Unions main target of bill

by Daphne Liddle

THE NOTORIOUS gagging Bill last Tuesday passed unchanged through the House of Lords as an amendment that would have removed its worst aspects was defeated.

It couldn’t have been closer. On the final vote, 245 Lords voted in favour and 245 against. Unfortunately the rules mean that in the case of a tie, the Government gets its way.

On a previous vote the Transparency of Lobbying, non-Party Campaigning and Trade Union Administration Bill the House of Lords did vote for vital changes.

The House of Commons undid those changes and sent it back to the Lords and on Tuesday they passed it. That’s it — it’s going to become law, probably in April.

The Bill has been vigorously opposed by charities and various campaigning and pressure groups from Friends of the Earth to the Salvation Army. But its main target is the trade unions.

Ostensibly the Bill was drawn up to deal with the “cash for questions” scandal — rich individuals and giant capitalist enterprises paying MPs and political parties for their support for legislation that favours big business at the expense of the general population.

But the Bill has been drafted so that the filthy rich will in no way be inhibited from their corrupt lobbying while voters will be gagged from lobbying for various campaigns against any aspect of Government policy by a cap on what the campaigns are allowed to spend.

Campaigning groups will have to be registered with the Electoral Commission if they spend more than £20,000 in England or £10,000 in Scotland — and this includes staffing costs.

This will devastate bodies like Shelter, Oxfam, the British Legion, the Citizens Advice Bureau, the Marx Memorial Library and hundreds more. In smaller charities the extra costs of the bureaucracy and confusion could wipe them out completely.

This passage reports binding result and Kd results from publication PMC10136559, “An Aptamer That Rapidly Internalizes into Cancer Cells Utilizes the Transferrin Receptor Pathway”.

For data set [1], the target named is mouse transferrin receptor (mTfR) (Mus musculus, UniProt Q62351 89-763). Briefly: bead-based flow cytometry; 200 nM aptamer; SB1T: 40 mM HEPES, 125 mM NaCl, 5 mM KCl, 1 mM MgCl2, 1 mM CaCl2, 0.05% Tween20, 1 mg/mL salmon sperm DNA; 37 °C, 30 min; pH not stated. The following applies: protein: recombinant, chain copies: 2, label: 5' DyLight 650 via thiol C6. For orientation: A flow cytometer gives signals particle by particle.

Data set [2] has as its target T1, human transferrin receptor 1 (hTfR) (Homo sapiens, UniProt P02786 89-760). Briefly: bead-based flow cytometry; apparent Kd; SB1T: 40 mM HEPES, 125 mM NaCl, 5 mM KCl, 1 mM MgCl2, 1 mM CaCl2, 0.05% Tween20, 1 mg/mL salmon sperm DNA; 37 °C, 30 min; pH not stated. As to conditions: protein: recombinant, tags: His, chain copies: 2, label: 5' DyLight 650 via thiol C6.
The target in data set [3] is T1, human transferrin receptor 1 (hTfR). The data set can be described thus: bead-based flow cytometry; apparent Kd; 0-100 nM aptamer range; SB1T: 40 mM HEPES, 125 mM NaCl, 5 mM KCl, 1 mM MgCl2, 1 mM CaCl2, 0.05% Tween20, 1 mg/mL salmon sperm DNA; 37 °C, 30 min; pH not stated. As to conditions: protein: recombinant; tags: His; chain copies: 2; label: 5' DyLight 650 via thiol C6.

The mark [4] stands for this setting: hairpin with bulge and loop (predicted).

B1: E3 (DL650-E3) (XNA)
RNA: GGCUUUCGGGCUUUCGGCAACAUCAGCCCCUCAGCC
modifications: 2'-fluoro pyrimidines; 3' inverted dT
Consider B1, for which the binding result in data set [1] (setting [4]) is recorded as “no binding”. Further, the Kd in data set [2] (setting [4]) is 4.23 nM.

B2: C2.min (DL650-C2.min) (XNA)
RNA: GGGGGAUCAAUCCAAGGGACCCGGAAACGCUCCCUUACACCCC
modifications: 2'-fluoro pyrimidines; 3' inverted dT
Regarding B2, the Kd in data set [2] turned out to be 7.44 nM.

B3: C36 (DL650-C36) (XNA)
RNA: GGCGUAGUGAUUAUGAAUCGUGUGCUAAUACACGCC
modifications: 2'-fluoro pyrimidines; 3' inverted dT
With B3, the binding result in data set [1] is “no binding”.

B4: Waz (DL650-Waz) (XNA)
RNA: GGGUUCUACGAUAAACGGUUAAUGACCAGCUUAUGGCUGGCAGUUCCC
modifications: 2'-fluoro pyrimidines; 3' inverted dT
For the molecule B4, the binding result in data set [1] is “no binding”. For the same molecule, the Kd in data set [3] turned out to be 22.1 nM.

There will be total spending cap in the run-up to elections of £450,000. This will include what is spent by the main political parties but also spending by any other organisations — like unions or charities or pressure groups that could be deemed to have influenced debate in the pre-election period, even though they do not necessarily support one party against another.

And the unions will be forced to handover their membership lists to Government officials.

Billy Hayes, general secretary of the Communication Workers’ Union, said in the Guardian: “The Bill will allow Government-appointed trade union certification officers to impose fines on unions for not having a completely accurate membership list.

“Anyone involved in large membership organisations, not least political parties, will understand the complexity in keeping records 100 per cent accurate. People are constantly joining, retiring or changing jobs. It is a recipe for failure.

“But that will mean a hefty fine and potentially a gag on the union, preventing it from communicating with its members.”

This is a gift for employers involved in industrial disputes.

Billy Hayes added: “Most worrying is the access the Government is giving itself to union membership records. In the wake of the blacklisting scandal last year, thousands of people who have opted to keep their union membership private will now have to allow the Government access.

“It is deplorable, and potentially in breach of articles eight and 11 of the European convention of human rights.”

At the back of this Bill is the Government’s fear of the growing strength of campaigning organisations and movements like those against the austerity cuts and the Save Lewisham Hospital campaign — that benefitted from the support of unions. It will be a bureaucratic nightmare for organisations trying to comply with it and for Government agencies trying to impose it

And electronic campaigning will add another dimension. If an individual, perhaps using a pseudonym, voices an attack on the Government and this gets circulated on Twitter and Facebook by thousands of people who agree with it, how is the Electoral Commission to work out how much has been spent or who has spent it?

This law is going to be very difficult for the Government to implement and very vulnerable to creative campaigners to sabotage it.

There is no cause for unions or campaigning groups to despair. We must make it unworkable as the poll tax was made unworkable by hundreds of thousands of people refusing to co-operate with it, or at least dragging their heels.

And we must feel encouraged that the Government is so scared of our unions and our campaigns because we are at last becoming more effective.